**An Example – The Exponential Function**

Here is an example of a Padé table, for the exponential function.

_{m} \ n |
0 | 1 | 2 | 3 |
---|---|---|---|---|

0 | ||||

1 | ||||

2 | ||||

3 | ||||

4 |

Several interesting features are immediately apparent.

- The first column of the table consists of the successive truncations of the Taylor series for
*ez*. - Similarly, the first row contains the reciprocals of successive truncations of the series expansion of
*e*−z*.* - The approximants
*R*and_{m,n}*R*are quite symmetrical – the numerators and denominators are interchanged, and the patterns of plus and minus signs are different, but the same coefficients appear in both of these approximants. In fact, using the notation of generalized hypergeometric series,_{n,m}

- Computations involving the
*R*(on the main diagonal) can be done quite efficiently. For example,_{n,n}*R*reproduces the power series for the exponential function perfectly up through 1/_{3,3}_{720}*z*6, but because of the symmetry of the two cubic polynomials, a very fast evaluation algorithm can be devised.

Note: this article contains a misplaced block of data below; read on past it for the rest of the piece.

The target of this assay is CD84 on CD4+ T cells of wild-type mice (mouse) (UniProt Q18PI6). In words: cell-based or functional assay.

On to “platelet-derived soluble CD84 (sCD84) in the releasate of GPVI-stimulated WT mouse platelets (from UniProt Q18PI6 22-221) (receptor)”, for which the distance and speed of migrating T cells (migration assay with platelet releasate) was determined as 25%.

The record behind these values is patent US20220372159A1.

The procedure used to derive Gauss's continued fraction can be applied to a certain confluent hypergeometric series to derive the following C-fraction expansion for the exponential function, valid throughout the entire complex plane:

By applying the fundamental recurrence formulas one may easily verify that the successive convergents of this C-fraction are the stairstep sequence of Padé approximants *R*_{0,0}, *R*_{1,0}, *R*_{1,1}, … Interestingly, in this particular case a closely related continued fraction can be obtained from the identity

that continued fraction looks like this:

This fraction's successive convergents also appear in the Padé table, and form the sequence *R*_{0,0}, *R*_{0,1}, *R*_{1,1}, *R*_{1,2}, *R*_{2,2}, …

Read more about this topic: Padé Table

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